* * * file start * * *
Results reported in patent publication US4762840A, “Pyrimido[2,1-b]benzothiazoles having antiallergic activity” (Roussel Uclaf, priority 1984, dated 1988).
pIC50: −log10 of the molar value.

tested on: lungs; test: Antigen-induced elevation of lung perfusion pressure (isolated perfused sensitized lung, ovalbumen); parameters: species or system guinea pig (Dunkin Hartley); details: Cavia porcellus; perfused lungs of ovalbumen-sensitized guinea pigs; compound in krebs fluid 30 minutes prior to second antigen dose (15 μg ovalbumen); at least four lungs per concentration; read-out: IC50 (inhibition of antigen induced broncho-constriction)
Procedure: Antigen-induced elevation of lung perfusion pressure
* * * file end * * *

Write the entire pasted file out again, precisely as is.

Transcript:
Results reported in patent publication US4762840A, “Pyrimido[2,1-b]benzothiazoles having antiallergic activity” (Roussel Uclaf, priority 1984, dated 1988).
pIC50: −log10 of the molar value.

tested on: lungs; test: Antigen-induced elevation of lung perfusion pressure (isolated perfused sensitized lung, ovalbumen); parameters: species or system guinea pig (Dunkin Hartley); details: Cavia porcellus; perfused lungs of ovalbumen-sensitized guinea pigs; compound in krebs fluid 30 minutes prior to second antigen dose (15 μg ovalbumen); at least four lungs per concentration; read-out: IC50 (inhibition of antigen induced broncho-constriction)
Procedure: Antigen-induced elevation of lung perfusion pressure